The commission commenced a public hearing on the defendant's application on February 17, 2011. At its outset, Attorney Kevin J. Gumpper raised a “point of order” with the commission, in which he alleged that the notice of the proposed zone change filed by the defendant with the town clerk was inadequate.5 A letter filed with the commission earlier in the day then was read into the record, in which Gumpper claimed that the notice failed to comply with § 8–3(a) because it “refers to a compilation map which was not filed with the notice to the town clerk․” Gumpper further argued that “[t]he boundaries of the proposed change must be described in the notice which is filed with the town clerk's office. It is not sufficient simply to refer in the notice to maps which are available elsewhere within the Town Hall.” (Emphasis omitted.) Chairman Richard A. Zini, Jr., overruled that point of order.
The defendant then provided an initial presentation of its application, which included much discussion between commission members and the defendant's representatives regarding the details thereof. A public comment session followed, during which several residents opined that the proposed McDonald's restaurant was architecturally unappealing. Lee Hossler, a member of the Monroe Economic Development Commission, spoke in support of the application, noting that “this site is pretty much encased with [DB 1 zoning] all around it—north and south. I think it would be instrumental to have this also [zoned as DB1].”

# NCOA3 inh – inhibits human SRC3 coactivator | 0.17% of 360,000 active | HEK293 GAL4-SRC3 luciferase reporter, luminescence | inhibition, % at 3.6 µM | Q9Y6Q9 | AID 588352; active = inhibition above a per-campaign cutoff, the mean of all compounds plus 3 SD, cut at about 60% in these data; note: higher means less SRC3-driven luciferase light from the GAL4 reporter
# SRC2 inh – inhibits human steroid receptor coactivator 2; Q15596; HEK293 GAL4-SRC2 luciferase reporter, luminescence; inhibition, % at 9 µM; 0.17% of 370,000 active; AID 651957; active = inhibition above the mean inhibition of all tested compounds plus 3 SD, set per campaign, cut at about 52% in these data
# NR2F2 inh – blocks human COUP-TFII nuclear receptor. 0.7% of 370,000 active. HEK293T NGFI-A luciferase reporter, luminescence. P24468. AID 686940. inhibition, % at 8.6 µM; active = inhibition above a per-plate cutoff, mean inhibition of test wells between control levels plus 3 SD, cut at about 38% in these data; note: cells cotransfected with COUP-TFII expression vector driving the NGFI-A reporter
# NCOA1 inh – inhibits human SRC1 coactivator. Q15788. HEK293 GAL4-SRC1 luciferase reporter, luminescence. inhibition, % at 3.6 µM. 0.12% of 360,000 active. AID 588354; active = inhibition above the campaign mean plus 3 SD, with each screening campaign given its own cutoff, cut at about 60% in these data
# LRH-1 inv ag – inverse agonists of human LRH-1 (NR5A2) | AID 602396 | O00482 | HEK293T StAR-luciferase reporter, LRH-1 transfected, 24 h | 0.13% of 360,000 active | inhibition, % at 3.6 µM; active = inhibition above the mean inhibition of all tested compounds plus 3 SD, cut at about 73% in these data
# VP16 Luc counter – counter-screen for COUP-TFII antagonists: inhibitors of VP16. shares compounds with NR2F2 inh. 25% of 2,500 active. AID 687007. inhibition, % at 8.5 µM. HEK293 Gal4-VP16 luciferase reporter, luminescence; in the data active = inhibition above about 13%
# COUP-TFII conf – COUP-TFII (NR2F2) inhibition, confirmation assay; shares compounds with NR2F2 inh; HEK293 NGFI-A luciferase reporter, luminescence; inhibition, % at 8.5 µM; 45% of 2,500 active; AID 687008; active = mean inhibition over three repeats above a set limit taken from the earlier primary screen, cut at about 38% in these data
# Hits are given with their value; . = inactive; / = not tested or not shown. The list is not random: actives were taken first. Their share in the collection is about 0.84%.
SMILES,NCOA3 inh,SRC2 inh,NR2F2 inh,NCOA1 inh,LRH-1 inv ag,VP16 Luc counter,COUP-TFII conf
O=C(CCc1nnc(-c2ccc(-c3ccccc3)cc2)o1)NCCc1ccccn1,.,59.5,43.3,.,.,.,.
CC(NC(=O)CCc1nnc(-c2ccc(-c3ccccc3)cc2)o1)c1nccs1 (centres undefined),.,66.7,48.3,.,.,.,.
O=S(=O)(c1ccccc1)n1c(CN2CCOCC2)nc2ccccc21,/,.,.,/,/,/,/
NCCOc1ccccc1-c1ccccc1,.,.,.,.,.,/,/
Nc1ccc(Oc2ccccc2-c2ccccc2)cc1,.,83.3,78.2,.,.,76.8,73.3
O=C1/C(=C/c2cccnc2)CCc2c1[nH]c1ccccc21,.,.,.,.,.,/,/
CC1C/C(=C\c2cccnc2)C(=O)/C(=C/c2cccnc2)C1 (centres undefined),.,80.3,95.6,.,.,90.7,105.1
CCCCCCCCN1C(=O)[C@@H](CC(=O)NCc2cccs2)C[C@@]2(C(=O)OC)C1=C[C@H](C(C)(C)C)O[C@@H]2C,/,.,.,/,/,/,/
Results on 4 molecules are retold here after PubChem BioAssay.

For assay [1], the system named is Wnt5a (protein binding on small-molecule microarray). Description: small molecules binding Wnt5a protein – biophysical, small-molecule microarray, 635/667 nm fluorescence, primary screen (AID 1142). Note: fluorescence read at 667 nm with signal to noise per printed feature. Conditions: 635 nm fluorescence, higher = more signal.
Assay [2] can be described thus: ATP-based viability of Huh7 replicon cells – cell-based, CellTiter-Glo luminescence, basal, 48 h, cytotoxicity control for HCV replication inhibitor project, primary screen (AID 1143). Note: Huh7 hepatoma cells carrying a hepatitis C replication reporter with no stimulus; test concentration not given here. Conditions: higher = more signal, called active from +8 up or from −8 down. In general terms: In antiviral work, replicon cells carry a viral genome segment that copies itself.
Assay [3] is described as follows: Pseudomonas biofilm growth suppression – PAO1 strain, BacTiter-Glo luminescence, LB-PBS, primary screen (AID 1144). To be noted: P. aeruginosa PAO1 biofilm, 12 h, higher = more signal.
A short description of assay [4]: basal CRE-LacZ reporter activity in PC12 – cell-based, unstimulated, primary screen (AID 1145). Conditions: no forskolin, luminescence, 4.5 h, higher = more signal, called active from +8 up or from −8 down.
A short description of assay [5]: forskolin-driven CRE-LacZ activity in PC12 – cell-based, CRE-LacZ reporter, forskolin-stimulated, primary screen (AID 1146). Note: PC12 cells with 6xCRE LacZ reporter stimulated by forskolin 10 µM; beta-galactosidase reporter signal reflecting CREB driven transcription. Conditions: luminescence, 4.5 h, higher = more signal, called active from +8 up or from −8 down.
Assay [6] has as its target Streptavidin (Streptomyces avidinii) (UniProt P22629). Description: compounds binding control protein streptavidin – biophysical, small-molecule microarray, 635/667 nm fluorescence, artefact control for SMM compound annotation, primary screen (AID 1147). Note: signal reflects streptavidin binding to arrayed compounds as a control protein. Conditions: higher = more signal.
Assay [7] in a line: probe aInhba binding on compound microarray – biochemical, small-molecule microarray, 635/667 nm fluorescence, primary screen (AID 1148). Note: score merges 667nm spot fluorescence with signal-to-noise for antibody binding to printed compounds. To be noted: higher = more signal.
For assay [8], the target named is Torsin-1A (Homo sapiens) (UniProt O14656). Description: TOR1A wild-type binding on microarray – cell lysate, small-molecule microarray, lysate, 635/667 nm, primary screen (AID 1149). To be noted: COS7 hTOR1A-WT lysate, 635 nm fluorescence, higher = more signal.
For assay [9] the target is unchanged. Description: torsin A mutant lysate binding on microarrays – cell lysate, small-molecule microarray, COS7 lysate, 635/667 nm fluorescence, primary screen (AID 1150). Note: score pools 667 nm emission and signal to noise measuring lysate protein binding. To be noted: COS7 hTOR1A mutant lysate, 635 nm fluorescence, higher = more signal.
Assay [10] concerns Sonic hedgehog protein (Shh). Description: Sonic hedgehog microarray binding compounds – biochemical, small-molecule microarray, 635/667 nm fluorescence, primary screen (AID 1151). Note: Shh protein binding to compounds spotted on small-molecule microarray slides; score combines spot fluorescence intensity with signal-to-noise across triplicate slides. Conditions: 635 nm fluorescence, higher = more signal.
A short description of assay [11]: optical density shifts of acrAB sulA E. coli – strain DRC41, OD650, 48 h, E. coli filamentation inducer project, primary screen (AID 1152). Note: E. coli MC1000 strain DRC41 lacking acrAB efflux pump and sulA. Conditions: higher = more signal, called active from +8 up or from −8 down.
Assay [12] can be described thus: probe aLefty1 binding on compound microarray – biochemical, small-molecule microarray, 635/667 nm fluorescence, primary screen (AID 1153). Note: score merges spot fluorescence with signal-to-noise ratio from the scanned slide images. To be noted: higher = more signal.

Gumpper spoke in opposition to the application. He reminded the commission that it possessed “very limited discretion when you act upon any special exception application. What you do is, you're looking to see that it complies with your regulations․ If it doesn't comply with your regulations you can't approve it.” He then alerted the commission to two specific deficiencies in the defendant's application, alleging that the proposed parking area on the northern side of the property violated the setback and landscaped buffer requirements of the DB1 zone. Specifically, Gumpper stated that the application failed to comply with the setback requirements contained in both §§ 117–1105(B) and 117–1103 of the regulations because the defendant's proposal contained fourteen parking spaces located within thirty feet of property located in the RC zone.6 In addition, Gumpper noted that § 117–1104, titled “Landscaping,” provides in relevant part: “Landscaping shall be required as follows ․ B. All required yards abutting a residential and farming district shall be a landscaped buffer, as provided in Section 117–902 G.” Section 117–902 G, in turn, provides that “[i]n [a] DB1 [zone] ․ a landscape buffer shall consist of no fewer than three (3) rows of suitable evergreen trees of one and one-half (11/212) inches caliper․” Although the property's northerly property line abuts properties located in the RC zone, the defendant's proposal did not contain such a landscape buffer.
Following the public comment session, the defendant's representative requested a continuance “to see if we can get authority to take into [consideration] the concerns” raised during the public comment session and to “try to implement ․ a more appropriate colonial look” to the building. The commission granted that request and continued the matter until March 17, 2011.